Beginning in a dark room that is cold, the player is given a single option to interact with the game by lighting a fire. I’m hesitant to say a great deal more about the game at this point, though, as I think a great deal of the experience of playing it has to do with with not knowing what you are getting into. So, if you haven’t played the game and don’t want to have anything spoiled for you, I would recommend that you stop reading right here and go try your hand at it yourself at one of the links above.
The reason that it is difficult to say why A Dark Room is so enjoyable is maybe related to its presentation. It is so simple. Essentially, featuring merely a text based game world, the game might best be understood at its core as a numbers game, a spreadsheet of sorts, whose mechanics largely concern resource management.
Following the initial lighting of a fire to transform “a dark room” into a “firelit room” and then several times stoking that fire, the player is introduced to another occupant of the room, a stranger that stumbles in declaring herself a crafter who will build things for you if you begin gathering wood from the forest outside of the formerly darkened room and if you continue to keep the room warm by stoking the fire.
As I mentioned, at this point the game becomes a resource management game in which you begin to gather basic resources (wood from the forest and meat and fur as a result of hunting there), begin building means of acquiring resources more efficiently, and building basic structures that will attract people to what slowly becomes a village that surrounds the now firelit room.
Now, I’m exceptionally drawn to resource management games, both as a video gamer and as a a board gamer (I’m an avid Eurogame player, loving games like Agricola, Puerto Rico, Caylus, and the like). However, while it clearly may be my enjoyment of economic simulations that drives me to having played A Dark Room fairly unceasingly for two or three days now, I feel like there is something else about A Dark Room that sets it apart from other resource management games, making it compelling for somewhat different reasons than what normally makes these games interesting.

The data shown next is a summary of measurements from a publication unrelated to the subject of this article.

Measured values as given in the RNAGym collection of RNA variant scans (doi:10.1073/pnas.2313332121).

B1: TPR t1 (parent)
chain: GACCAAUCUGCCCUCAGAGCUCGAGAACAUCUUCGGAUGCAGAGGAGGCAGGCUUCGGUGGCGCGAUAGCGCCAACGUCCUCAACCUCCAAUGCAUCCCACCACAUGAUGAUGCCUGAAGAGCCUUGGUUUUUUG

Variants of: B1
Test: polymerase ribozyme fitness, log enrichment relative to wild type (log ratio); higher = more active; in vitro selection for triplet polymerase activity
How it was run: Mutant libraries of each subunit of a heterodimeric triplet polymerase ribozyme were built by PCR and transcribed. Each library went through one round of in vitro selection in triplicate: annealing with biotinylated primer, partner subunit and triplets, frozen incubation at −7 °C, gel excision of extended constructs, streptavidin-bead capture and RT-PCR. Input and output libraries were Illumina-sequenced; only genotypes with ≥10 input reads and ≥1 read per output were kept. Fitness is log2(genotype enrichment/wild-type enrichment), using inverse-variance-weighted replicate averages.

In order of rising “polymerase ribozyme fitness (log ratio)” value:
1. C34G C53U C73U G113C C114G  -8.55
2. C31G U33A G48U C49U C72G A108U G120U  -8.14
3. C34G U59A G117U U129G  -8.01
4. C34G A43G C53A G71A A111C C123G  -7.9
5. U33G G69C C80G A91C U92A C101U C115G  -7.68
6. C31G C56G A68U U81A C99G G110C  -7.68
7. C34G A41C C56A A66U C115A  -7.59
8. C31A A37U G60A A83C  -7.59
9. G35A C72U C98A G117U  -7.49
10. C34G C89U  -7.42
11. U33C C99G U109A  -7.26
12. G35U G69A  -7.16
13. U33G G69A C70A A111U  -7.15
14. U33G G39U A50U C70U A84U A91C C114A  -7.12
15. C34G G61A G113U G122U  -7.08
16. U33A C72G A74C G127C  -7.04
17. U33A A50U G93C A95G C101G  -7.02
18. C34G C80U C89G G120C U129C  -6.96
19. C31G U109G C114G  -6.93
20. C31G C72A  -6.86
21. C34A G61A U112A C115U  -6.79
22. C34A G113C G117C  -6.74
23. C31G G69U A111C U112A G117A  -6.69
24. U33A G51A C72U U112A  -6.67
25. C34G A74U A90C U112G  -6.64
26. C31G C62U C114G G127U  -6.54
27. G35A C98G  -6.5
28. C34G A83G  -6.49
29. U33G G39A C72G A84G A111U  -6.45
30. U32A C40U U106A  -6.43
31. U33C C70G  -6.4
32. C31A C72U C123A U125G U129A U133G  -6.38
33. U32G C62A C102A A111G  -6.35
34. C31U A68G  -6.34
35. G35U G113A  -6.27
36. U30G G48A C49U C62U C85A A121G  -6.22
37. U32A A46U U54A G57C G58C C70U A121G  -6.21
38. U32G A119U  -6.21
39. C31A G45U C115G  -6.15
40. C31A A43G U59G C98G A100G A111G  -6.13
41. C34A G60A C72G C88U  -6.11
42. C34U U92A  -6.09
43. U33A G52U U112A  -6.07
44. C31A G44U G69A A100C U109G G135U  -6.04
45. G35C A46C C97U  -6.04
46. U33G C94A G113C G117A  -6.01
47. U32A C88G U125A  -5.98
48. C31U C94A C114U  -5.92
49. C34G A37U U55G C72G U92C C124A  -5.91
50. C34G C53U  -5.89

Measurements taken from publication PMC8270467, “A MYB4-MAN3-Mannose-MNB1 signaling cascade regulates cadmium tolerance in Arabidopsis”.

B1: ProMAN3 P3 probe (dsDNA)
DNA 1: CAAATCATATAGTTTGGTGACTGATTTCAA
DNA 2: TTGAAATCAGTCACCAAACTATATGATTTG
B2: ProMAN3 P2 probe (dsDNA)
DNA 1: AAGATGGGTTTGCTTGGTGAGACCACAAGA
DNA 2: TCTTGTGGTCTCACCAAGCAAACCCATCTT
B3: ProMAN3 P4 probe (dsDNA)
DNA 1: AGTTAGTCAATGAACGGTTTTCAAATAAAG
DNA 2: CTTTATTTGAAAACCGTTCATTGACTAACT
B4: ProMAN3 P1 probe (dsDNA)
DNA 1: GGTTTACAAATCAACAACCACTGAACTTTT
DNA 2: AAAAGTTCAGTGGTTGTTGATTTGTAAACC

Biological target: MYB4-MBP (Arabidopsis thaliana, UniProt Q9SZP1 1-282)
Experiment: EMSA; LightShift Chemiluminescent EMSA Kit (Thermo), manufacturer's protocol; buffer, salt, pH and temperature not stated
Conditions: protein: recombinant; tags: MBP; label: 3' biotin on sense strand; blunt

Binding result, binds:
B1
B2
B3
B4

I believe that the central mystery of the game is what drives the player’s desire to persist in what otherwise seems like simple spreadsheet management. That there even is a mystery lurking at the heart of the game is something that doesn’t become clear immediately, though. Indeed, it only does so essentially incrementally as more and more of the systems of the game are revealed through repetitions of the acts of resource management.
While the dark room is a place that you visit to craft and the forest becomes a place to gather resources and to assign your villagers to jobs that will help to generate your village’s economy, eventually the purchase of a compass reveals a third and even larger space in the game world. The dusty path that is revealed by the compass leads to the ability to explore a world map that is essentially graphically represented in ASCII.
It is this revelation that changes one’s understanding of the game entirely. Yes, this is a resource management game, but it is not one whose end goal is merely to create a thriving economy, as it would be in games like Tropico or most Tycoon-style games. This is a resource management game in which you manage those resources in order to support your ability to explore a world and come to understand it.
Thus, what A Dark Room does so beautifully is to wed the slow and initially incrementally revealed game systems (which then grow exponentially larger, just as a room becomes a village and then becomes a region) with the slow incremental revelation of its world (from room to village to region). Essentially, this is a game that withholds the one piece of information that is traditionally the very first thing that is established in the rulebook of a board game: the object of the game.
Instead, A Dark Room relies on the curiosity of the player in first exploring the systems of play made available to him or her, and then on an even greater curiosity that the player is expected to have about why and what significance those systems are supposed to have. This is something that most economic sims really never bother to spend much time considering.
Usually games of this sort have worlds that are painted on to them to give them atmosphere (Zoo Tycoon, Airport Tycoon, Restaurant Tycoon) and little else. In other words, A Dark Room assumes that the player will want to know the reason for managing these systems, and what is it that these systems support.
Since all of the game’s systems exist in service initially (and in some way continuously) to survival itself (first, the player needs heat, then food, then weapons, etc., etc.), it is a game that recognizes that work is not an end in itself. Mere survival is not in and of itself interesting. At some point, human beings ask what the reason is that one continues to persist in surviving.
A Dark Room suggests that we work for, that we work towards, a desire for meaning and significance for our actions, that subsisting is not a sufficient motivation for existing. Thus, resource management is merely the substructure of a game of exploration and the illumination of a larger mystery. What is this world and why is it the way that it is?
I have not yet uncovered the mystery of what happened to the world of A Dark Room and why I am surviving in it. However, like everything in this game, its systems and its world, I’m being fed snippets here and there that have given me some ideas about what it is that I am managing my people, my materials, and my life for within the context of this slowly expanding game world. The object of this game is to find the object of this game, and I am completely hooked on the simple act of doing so.
// Moving Pixels
"Virginia manages to have an exposition dump without wordy exposition.READ the article